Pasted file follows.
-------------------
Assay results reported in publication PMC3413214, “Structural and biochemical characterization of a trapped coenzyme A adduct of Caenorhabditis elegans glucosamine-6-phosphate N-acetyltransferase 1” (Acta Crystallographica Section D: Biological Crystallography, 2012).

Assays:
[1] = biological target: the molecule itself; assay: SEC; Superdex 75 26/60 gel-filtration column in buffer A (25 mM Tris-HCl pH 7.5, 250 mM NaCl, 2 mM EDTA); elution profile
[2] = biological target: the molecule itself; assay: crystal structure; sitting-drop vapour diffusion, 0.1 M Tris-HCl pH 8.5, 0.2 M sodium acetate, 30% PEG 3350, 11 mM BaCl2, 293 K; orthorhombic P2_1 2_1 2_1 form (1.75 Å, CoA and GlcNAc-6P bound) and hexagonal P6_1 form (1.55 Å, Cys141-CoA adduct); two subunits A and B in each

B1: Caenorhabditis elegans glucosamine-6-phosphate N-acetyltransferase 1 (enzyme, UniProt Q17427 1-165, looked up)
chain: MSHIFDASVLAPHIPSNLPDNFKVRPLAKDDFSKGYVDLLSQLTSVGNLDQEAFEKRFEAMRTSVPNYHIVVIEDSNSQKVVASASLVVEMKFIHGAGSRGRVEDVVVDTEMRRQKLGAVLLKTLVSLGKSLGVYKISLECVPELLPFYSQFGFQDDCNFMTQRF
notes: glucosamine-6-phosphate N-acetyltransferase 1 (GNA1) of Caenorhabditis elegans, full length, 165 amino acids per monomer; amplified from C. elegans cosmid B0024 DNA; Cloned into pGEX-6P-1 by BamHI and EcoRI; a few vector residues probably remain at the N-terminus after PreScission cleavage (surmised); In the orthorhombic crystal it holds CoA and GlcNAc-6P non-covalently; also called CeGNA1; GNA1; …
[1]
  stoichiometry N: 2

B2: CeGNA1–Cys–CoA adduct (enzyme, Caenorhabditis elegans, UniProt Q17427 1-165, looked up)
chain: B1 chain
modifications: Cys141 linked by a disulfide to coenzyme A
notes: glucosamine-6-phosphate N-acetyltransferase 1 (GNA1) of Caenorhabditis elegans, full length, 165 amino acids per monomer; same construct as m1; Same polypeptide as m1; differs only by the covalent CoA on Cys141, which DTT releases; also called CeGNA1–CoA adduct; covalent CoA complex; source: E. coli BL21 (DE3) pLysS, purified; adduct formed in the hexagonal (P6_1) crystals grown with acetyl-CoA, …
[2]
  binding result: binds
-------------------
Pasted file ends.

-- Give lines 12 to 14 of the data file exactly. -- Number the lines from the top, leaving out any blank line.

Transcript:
modifications: Cys141 linked by a disulfide to coenzyme A
notes: glucosamine-6-phosphate N-acetyltransferase 1 (GNA1) of Caenorhabditis elegans, full length, 165 amino acids per monomer; same construct as m1; Same polypeptide as m1; differs only by the covalent CoA on Cys141, which DTT releases; also called CeGNA1–CoA adduct; covalent CoA complex; source: E. coli BL21 (DE3) pLysS, purified; adduct formed in the hexagonal (P6_1) crystals grown with acetyl-CoA, …
[2]